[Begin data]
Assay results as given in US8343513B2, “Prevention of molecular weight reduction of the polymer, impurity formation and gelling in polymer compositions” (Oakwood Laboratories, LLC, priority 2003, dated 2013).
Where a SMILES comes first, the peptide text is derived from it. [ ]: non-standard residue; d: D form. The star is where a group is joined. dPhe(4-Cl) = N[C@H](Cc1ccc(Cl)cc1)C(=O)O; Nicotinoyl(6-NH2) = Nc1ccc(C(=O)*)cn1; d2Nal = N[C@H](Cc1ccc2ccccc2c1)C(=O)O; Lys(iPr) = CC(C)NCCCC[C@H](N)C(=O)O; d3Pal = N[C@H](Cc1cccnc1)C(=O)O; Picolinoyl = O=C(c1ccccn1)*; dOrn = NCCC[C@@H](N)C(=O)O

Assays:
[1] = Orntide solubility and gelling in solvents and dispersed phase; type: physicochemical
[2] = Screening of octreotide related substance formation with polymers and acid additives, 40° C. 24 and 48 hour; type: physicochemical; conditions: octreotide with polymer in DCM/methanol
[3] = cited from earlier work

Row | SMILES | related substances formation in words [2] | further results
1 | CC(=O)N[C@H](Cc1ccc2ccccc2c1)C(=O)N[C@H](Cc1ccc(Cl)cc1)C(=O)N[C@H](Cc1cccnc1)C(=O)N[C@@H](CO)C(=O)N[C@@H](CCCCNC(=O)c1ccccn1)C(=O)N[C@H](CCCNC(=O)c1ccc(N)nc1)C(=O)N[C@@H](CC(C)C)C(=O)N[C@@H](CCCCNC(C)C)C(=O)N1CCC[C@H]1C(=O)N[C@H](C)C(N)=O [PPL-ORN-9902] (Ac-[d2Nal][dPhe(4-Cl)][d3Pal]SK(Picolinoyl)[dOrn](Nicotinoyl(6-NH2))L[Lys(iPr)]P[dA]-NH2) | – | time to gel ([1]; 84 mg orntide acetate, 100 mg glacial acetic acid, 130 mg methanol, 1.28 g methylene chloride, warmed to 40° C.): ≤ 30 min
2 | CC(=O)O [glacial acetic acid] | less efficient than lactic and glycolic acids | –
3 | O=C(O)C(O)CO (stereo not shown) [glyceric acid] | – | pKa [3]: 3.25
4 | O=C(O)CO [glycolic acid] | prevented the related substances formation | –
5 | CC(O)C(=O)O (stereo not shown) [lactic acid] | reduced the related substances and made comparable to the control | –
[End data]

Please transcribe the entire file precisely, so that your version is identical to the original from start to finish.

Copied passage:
Assay results as given in US8343513B2, “Prevention of molecular weight reduction of the polymer, impurity formation and gelling in polymer compositions” (Oakwood Laboratories, LLC, priority 2003, dated 2013).
Where a SMILES comes first, the peptide text is derived from it. [ ]: non-standard residue; d: D form. The star is where a group is joined. dPhe(4-Cl) = N[C@H](Cc1ccc(Cl)cc1)C(=O)O; Nicotinoyl(6-NH2) = Nc1ccc(C(=O)*)cn1; d2Nal = N[C@H](Cc1ccc2ccccc2c1)C(=O)O; Lys(iPr) = CC(C)NCCCC[C@H](N)C(=O)O; d3Pal = N[C@H](Cc1cccnc1)C(=O)O; Picolinoyl = O=C(c1ccccn1)*; dOrn = NCCC[C@@H](N)C(=O)O

Assays:
[1] = Orntide solubility and gelling in solvents and dispersed phase; type: physicochemical
[2] = Screening of octreotide related substance formation with polymers and acid additives, 40° C. 24 and 48 hour; type: physicochemical; conditions: octreotide with polymer in DCM/methanol
[3] = cited from earlier work

Row | SMILES | related substances formation in words [2] | further results
1 | CC(=O)N[C@H](Cc1ccc2ccccc2c1)C(=O)N[C@H](Cc1ccc(Cl)cc1)C(=O)N[C@H](Cc1cccnc1)C(=O)N[C@@H](CO)C(=O)N[C@@H](CCCCNC(=O)c1ccccn1)C(=O)N[C@H](CCCNC(=O)c1ccc(N)nc1)C(=O)N[C@@H](CC(C)C)C(=O)N[C@@H](CCCCNC(C)C)C(=O)N1CCC[C@H]1C(=O)N[C@H](C)C(N)=O [PPL-ORN-9902] (Ac-[d2Nal][dPhe(4-Cl)][d3Pal]SK(Picolinoyl)[dOrn](Nicotinoyl(6-NH2))L[Lys(iPr)]P[dA]-NH2) | – | time to gel ([1]; 84 mg orntide acetate, 100 mg glacial acetic acid, 130 mg methanol, 1.28 g methylene chloride, warmed to 40° C.): ≤ 30 min
2 | CC(=O)O [glacial acetic acid] | less efficient than lactic and glycolic acids | –
3 | O=C(O)C(O)CO (stereo not shown) [glyceric acid] | – | pKa [3]: 3.25
4 | O=C(O)CO [glycolic acid] | prevented the related substances formation | –
5 | CC(O)C(=O)O (stereo not shown) [lactic acid] | reduced the related substances and made comparable to the control | –